F. subglutinans and F. chlamydosporum were examined for their physiological characteristics and mycotoxin production. Of this collection
29 exhibited growth at 37 °C and 21 were resistant to cycloheximide. Two strains of F. moniliforme and two strains of F. proliferatum
produced fumonisins. No strains in this collection produced detectable amounts of trichothecenes. All 18 strains of F. solani tested
produced the immunosuppressive agent cyclosporin A. The cyclosporin A-producing ability of clinical isolates of F. solani may
influence their pathogenic potential.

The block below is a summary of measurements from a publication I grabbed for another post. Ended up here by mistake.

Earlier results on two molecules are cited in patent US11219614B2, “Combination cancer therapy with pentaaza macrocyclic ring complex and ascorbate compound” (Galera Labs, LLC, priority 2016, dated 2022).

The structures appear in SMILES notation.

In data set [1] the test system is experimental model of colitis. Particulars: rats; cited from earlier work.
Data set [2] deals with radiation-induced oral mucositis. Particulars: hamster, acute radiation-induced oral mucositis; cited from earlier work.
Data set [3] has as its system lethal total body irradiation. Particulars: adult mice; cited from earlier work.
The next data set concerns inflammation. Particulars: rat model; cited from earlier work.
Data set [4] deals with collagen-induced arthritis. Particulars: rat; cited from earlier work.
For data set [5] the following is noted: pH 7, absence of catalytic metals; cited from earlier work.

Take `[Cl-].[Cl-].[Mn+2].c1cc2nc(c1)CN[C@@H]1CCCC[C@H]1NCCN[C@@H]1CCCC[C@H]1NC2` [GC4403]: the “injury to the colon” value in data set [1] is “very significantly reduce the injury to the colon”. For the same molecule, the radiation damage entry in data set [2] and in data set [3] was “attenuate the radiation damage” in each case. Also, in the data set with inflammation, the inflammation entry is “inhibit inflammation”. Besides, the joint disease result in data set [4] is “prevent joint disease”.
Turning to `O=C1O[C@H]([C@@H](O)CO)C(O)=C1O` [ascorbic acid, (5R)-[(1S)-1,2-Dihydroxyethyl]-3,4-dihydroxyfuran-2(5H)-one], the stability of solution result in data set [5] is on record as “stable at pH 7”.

There are many reports which suggest that patients with affective illness (mania and/or depression) have abnormalities in the functioning of one or more neurobiological systems. At a conference convened by the Clinical Research Branch, Division of Extramural Research Programs, National Institute of Mental Health, these findings were reviewed and some of the factors impeding movement towards a more complete and integrated view of the functioning of neurobiological systems in patients with mania or depression were identified. As a result, a multi-research centre, collaborative approach to the study of the psychobiology of affective disorders was developed. In this collaborative programme, which has now been underway for several years, the focus has been upon: (a) the assessment of the functioning of several different types of biological systems in the same patient, both before and during treatment; (b) obtaining a reasonably large number of patients and comparison subjects; and (c) the use within and across centres of standardized diagnostic categories and behavioural rating methodologies. In this paper the history, background, and rationale for this collaborative effort are reviewed. Those biological systems chosen for study are noted, and issues such as reliability and validity of diagnoses, measurement of state variables, assessment of change with treatment, and logistical and coordinating problems are discussed.